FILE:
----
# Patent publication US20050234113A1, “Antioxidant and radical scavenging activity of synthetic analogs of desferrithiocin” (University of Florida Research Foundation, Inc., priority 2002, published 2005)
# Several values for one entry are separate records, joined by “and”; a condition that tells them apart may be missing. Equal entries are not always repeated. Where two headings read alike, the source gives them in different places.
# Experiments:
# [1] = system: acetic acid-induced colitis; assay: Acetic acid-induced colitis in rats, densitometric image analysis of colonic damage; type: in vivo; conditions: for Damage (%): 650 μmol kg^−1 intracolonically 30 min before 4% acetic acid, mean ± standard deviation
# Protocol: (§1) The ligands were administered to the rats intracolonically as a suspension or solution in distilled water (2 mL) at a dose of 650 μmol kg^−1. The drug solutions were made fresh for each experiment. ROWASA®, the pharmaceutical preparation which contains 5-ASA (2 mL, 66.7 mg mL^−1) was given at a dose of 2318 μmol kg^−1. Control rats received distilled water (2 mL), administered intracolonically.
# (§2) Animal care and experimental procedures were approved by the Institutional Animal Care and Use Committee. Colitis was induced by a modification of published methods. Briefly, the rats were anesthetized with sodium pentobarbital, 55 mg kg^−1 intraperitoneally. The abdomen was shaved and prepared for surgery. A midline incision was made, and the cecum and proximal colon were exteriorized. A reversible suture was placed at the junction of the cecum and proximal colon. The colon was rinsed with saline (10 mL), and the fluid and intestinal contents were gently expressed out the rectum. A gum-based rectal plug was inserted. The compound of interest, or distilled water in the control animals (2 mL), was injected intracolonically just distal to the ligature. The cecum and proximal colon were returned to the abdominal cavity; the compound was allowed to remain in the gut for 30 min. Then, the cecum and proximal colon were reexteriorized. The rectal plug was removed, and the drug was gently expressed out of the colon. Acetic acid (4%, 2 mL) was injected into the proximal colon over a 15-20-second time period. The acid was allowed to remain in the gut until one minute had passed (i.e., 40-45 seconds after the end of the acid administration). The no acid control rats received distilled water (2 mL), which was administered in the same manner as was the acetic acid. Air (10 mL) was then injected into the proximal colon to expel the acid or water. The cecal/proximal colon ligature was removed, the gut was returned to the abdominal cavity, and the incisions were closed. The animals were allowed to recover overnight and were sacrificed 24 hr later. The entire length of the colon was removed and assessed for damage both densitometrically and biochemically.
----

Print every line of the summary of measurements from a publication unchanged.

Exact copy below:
# Patent publication US20050234113A1, “Antioxidant and radical scavenging activity of synthetic analogs of desferrithiocin” (University of Florida Research Foundation, Inc., priority 2002, published 2005)
# Several values for one entry are separate records, joined by “and”; a condition that tells them apart may be missing. Equal entries are not always repeated. Where two headings read alike, the source gives them in different places.
# Experiments:
# [1] = system: acetic acid-induced colitis; assay: Acetic acid-induced colitis in rats, densitometric image analysis of colonic damage; type: in vivo; conditions: for Damage (%): 650 μmol kg^−1 intracolonically 30 min before 4% acetic acid, mean ± standard deviation
# Protocol: (§1) The ligands were administered to the rats intracolonically as a suspension or solution in distilled water (2 mL) at a dose of 650 μmol kg^−1. The drug solutions were made fresh for each experiment. ROWASA®, the pharmaceutical preparation which contains 5-ASA (2 mL, 66.7 mg mL^−1) was given at a dose of 2318 μmol kg^−1. Control rats received distilled water (2 mL), administered intracolonically.
# (§2) Animal care and experimental procedures were approved by the Institutional Animal Care and Use Committee. Colitis was induced by a modification of published methods. Briefly, the rats were anesthetized with sodium pentobarbital, 55 mg kg^−1 intraperitoneally. The abdomen was shaved and prepared for surgery. A midline incision was made, and the cecum and proximal colon were exteriorized. A reversible suture was placed at the junction of the cecum and proximal colon. The colon was rinsed with saline (10 mL), and the fluid and intestinal contents were gently expressed out the rectum. A gum-based rectal plug was inserted. The compound of interest, or distilled water in the control animals (2 mL), was injected intracolonically just distal to the ligature. The cecum and proximal colon were returned to the abdominal cavity; the compound was allowed to remain in the gut for 30 min. Then, the cecum and proximal colon were reexteriorized. The rectal plug was removed, and the drug was gently expressed out of the colon. Acetic acid (4%, 2 mL) was injected into the proximal colon over a 15-20-second time period. The acid was allowed to remain in the gut until one minute had passed (i.e., 40-45 seconds after the end of the acid administration). The no acid control rats received distilled water (2 mL), which was administered in the same manner as was the acetic acid. Air (10 mL) was then injected into the proximal colon to expel the acid or water. The cecal/proximal colon ligature was removed, the gut was returned to the abdominal cavity, and the incisions were closed. The animals were allowed to recover overnight and were sacrificed 24 hr later. The entire length of the colon was removed and assessed for damage both densitometrically and biochemically.